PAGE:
Indeed, having got the film student’s tendency towards homage out of his system in his short films and first feature, Who’s That Knocking at My Door (1967), with Mean Streets Scorsese performed something akin to creative alchemy. Driven by a desire to represent his Italian-American roots, Scorsese poured memories, personal conflicts and an almost Dickensian array of real-life characters into a cauldron, along with a multitude of filmic inspirations, to produce something new, with its own potency. Mean Streets was thrillingly original, at once authentic and flamboyant, and it established a film language that continues to be immediately identifiable as Scorsese’s own.

The story is set amid the bars, pool halls, tenements and streets of Little Italy during the religious festival of San Gennaro. The protagonist, twenty-something Charlie, runs numbers and collects debts for his uncle, Giovanni, a powerful local Mafioso. Charlie is torn between ambition and Catholic guilt; his attempted penance, the ‘salvation’ of his volatile best friend Johnny, will prove his undoing.

Mean Streets introduced many of the director’s preoccupations – notably with guilt, redemption and criminal subculture – along with his signature traits: conflicted, audience-challenging male protagonists; a vérité use of location; a mobile, expressive visual style; graphic violence; and the use of rock and pop songs (as well as Italian folk songs and opera) as integral elements to a scene’s dramatic construction.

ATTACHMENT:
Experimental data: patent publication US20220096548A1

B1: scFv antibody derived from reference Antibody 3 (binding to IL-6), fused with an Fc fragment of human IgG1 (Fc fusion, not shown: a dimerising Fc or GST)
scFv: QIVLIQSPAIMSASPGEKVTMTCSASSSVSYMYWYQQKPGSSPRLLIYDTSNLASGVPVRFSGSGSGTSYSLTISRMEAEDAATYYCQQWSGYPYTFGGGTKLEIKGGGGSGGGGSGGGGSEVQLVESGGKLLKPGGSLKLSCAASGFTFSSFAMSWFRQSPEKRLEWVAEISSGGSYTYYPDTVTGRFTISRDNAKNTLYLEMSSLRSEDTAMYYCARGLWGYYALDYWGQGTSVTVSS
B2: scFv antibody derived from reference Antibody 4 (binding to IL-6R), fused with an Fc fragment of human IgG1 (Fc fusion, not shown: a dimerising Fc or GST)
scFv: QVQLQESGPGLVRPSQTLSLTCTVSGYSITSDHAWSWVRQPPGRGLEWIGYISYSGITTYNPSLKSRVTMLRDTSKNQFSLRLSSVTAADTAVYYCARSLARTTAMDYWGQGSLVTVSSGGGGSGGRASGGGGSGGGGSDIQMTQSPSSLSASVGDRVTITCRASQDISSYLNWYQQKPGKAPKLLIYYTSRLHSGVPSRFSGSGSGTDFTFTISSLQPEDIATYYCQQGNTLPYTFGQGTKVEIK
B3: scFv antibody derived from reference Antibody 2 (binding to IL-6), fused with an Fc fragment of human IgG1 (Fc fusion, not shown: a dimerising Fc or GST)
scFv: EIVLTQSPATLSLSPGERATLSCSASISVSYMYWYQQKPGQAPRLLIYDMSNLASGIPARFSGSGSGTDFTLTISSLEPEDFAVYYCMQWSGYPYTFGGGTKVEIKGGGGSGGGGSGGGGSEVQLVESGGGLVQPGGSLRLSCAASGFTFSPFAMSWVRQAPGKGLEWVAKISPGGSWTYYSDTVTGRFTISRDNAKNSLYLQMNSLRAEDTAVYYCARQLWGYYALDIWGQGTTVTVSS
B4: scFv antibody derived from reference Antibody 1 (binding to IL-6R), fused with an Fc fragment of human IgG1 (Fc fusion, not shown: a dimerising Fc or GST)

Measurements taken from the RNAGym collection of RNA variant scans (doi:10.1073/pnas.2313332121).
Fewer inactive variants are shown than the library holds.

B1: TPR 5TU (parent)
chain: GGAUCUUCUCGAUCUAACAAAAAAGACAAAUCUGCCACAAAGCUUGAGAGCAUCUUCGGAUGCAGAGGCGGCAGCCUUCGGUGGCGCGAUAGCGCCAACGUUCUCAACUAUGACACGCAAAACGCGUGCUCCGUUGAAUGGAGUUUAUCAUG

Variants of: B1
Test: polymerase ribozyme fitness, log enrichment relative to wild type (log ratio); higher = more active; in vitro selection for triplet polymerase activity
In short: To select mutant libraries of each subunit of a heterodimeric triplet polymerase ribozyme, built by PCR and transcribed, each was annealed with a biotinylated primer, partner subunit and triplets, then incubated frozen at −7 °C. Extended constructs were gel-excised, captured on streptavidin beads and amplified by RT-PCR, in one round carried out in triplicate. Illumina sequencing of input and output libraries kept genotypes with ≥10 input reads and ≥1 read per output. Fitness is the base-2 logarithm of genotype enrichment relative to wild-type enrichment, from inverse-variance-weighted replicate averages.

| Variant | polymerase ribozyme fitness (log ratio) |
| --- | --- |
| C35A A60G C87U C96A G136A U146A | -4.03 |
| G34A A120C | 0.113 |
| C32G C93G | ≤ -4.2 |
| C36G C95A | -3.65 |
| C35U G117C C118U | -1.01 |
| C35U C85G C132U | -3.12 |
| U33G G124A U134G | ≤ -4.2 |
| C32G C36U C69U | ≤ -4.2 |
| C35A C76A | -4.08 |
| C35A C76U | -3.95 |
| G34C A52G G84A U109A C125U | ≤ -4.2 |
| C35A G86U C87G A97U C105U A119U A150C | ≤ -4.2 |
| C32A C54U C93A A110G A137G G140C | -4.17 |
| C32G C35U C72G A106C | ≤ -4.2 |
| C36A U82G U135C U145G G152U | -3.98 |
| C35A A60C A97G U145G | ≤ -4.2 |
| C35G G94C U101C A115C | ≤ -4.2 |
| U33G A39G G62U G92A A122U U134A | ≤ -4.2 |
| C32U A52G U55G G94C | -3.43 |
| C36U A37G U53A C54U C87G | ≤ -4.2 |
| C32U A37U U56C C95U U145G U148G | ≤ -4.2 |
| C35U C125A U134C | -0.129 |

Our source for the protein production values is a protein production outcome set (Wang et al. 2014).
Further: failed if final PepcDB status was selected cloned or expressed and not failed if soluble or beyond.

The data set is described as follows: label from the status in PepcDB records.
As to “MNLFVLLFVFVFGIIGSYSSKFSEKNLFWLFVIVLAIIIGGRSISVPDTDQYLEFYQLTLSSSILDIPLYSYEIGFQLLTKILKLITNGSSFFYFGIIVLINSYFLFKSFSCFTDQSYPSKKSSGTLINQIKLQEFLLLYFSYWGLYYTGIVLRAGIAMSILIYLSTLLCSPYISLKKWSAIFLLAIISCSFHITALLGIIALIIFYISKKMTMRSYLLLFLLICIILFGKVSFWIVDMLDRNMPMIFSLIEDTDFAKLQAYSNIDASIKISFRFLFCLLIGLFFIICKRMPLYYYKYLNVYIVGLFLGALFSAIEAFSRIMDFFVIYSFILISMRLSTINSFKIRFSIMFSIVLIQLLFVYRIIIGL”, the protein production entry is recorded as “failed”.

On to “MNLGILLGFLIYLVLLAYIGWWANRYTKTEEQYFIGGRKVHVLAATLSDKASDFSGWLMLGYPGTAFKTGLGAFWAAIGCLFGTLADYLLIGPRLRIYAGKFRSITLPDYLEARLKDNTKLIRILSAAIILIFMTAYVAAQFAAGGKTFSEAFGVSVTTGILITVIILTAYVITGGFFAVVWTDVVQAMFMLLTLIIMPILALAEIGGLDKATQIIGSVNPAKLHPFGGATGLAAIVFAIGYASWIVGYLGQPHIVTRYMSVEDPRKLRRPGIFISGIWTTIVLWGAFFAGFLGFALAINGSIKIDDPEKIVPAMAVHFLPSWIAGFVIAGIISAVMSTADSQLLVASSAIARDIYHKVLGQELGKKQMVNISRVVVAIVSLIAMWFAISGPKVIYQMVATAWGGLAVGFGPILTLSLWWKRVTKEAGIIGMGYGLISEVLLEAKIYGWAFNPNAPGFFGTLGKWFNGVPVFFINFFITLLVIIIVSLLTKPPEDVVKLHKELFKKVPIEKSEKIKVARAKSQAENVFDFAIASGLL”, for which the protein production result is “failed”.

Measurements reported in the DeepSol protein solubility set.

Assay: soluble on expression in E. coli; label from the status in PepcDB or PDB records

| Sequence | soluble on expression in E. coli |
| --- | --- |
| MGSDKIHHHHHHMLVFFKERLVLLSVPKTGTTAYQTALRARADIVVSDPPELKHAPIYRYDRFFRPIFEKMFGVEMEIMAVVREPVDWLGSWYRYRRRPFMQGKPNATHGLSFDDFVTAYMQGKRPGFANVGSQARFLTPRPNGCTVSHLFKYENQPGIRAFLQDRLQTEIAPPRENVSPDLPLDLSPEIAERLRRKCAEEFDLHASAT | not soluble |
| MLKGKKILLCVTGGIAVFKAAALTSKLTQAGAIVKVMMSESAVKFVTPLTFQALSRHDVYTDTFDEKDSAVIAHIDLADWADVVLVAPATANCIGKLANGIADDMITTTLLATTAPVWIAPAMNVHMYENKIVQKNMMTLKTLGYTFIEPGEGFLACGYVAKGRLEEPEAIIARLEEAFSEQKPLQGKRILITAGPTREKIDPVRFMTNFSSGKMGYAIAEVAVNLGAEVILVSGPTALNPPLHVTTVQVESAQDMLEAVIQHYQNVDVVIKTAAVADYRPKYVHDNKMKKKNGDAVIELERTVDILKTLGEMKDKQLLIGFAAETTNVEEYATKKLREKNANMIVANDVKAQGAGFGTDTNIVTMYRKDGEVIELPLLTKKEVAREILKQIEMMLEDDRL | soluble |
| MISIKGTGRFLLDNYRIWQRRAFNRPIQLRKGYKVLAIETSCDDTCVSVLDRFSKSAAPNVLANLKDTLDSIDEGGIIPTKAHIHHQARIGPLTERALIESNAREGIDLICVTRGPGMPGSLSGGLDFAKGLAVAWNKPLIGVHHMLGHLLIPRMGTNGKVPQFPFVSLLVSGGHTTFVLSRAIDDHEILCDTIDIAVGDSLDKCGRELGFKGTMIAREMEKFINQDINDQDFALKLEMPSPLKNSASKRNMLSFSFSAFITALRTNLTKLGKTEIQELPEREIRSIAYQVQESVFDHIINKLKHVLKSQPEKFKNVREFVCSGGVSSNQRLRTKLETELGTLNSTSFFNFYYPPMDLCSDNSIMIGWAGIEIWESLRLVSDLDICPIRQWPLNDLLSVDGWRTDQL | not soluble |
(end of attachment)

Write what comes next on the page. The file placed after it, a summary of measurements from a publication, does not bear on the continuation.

Scorsese was hardly the only director in the 1970s shooting in the streets, or telling nihilistic stories, or making films about crime. Sidney Lumet’s Serpico (1973) and Dog Day Afternoon (1975), William Friedkin’s The French Connection (1971), Coppola’s The Godfather (1972) and The Godfather Part II (1974) variously tick these boxes. The difference is in the intense subjectivity that Scorsese brings to his work: while we can watch any of these other films from a safe distance, with Mean Streets we’re yanked by our collars right into Scorsese’s world, because it really is his world. The film was, and remains, the most extraordinarily vivid, lived experience. As another of Scorsese’s heroes, Michael Powell, said of the film: ‘With Mean Streets he is in direct contact with his audience, from the beginning to the end.’

To what extent Mean Streets is a gangster film is often debated. Scorsese himself has frequently referenced the genre while discussing the film, and his characters and milieu make the allusion unavoidable; to some degree it must be regarded within a small group of crime films that includes GoodFellas, Casino (1995) and, almost fifty years later, The Irishman (2019). However, with its freeform structure, a willingness to eschew plot for character, and an underlying fusion of personal investment with documentary zeal, Mean Streets ultimately transcends genre.

He’s made many films since that were close to his heart, were products of love, sweat, tears and determination: for example The Last Temptation of Christ (1988) and Gangs of New York (2002). But, arguably, his filmmaking would never be as truly personal as it was in Mean Streets, certainly not as free, as unimpeded by outside forces. This partly explains why, to me, it feels like the most vital of Scorsese’s films. On a biographical note, watching the film leaves the impression that we’ve seen the person he left behind, on those mean streets, and glimpsed the filmmaker he was to become. Within cinema, Raging Bull may be Scorsese’s masterpiece, GoodFellas his perfect gangster movie, Taxi Driver his most iconic film (and the one that continues to have a societal resonance), but Mean Streets has been his most influential work – not only for the crime genre, but for subsequent generations of maverick filmmakers.